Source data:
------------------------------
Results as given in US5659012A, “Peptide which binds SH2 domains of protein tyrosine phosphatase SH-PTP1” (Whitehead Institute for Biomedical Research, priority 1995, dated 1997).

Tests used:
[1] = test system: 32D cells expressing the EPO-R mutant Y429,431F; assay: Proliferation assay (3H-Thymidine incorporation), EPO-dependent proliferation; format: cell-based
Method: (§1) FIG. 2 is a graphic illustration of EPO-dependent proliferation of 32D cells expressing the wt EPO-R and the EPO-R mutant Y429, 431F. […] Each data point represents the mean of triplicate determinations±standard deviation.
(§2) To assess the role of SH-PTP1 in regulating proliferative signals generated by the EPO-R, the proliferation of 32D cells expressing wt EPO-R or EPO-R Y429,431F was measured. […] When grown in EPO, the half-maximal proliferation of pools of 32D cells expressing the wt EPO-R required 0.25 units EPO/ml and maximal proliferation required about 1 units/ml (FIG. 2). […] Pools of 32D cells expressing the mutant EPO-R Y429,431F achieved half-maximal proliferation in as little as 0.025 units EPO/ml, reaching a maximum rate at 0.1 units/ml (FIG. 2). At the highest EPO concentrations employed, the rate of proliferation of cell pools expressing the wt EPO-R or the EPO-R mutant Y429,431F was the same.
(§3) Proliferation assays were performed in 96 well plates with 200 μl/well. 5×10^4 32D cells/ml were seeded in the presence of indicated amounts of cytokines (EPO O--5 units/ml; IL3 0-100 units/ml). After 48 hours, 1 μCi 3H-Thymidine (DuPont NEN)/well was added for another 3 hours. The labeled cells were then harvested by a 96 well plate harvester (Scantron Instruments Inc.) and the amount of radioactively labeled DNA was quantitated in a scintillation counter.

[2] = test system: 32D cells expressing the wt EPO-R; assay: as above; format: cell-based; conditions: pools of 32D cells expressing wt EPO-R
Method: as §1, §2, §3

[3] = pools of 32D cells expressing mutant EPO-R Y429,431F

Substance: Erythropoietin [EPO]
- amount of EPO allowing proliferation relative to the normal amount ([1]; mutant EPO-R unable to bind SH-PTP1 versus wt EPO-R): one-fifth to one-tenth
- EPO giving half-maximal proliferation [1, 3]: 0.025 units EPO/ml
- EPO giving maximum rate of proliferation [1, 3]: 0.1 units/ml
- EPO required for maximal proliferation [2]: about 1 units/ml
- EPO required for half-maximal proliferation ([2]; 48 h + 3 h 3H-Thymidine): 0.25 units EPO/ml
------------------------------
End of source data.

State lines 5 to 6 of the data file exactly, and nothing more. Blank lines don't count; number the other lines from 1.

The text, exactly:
(§2) To assess the role of SH-PTP1 in regulating proliferative signals generated by the EPO-R, the proliferation of 32D cells expressing wt EPO-R or EPO-R Y429,431F was measured. […] When grown in EPO, the half-maximal proliferation of pools of 32D cells expressing the wt EPO-R required 0.25 units EPO/ml and maximal proliferation required about 1 units/ml (FIG. 2). […] Pools of 32D cells expressing the mutant EPO-R Y429,431F achieved half-maximal proliferation in as little as 0.025 units EPO/ml, reaching a maximum rate at 0.1 units/ml (FIG. 2). At the highest EPO concentrations employed, the rate of proliferation of cell pools expressing the wt EPO-R or the EPO-R mutant Y429,431F was the same.
(§3) Proliferation assays were performed in 96 well plates with 200 μl/well. 5×10^4 32D cells/ml were seeded in the presence of indicated amounts of cytokines (EPO O--5 units/ml; IL3 0-100 units/ml). After 48 hours, 1 μCi 3H-Thymidine (DuPont NEN)/well was added for another 3 hours. The labeled cells were then harvested by a 96 well plate harvester (Scantron Instruments Inc.) and the amount of radioactively labeled DNA was quantitated in a scintillation counter.